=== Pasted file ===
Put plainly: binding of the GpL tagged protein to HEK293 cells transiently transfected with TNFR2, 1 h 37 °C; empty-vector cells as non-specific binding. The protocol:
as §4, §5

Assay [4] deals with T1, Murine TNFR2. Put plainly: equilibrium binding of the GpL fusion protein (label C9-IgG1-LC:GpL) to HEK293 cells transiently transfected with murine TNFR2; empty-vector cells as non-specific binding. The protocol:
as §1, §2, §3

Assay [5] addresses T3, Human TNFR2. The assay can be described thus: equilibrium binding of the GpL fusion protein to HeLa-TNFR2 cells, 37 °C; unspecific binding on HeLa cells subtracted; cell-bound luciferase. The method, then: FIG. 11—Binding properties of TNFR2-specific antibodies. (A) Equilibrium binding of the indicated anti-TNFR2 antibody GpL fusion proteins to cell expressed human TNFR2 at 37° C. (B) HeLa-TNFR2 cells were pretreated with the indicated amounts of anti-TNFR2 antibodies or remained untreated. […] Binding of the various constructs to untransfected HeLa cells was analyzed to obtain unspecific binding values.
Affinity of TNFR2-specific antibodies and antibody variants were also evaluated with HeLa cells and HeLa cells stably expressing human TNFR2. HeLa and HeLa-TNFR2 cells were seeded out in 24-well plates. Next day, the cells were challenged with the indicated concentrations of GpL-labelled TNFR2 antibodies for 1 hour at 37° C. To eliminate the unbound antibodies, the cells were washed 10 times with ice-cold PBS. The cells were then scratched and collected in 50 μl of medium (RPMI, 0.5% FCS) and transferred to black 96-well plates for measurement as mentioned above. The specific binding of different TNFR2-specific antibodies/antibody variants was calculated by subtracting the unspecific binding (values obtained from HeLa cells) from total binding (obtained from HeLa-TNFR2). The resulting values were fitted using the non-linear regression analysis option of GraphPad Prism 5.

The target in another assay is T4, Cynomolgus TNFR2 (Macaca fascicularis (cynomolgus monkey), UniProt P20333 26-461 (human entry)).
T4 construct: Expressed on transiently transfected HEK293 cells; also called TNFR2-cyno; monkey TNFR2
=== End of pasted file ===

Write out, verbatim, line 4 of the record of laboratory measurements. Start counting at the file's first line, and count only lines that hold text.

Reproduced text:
as §1, §2, §3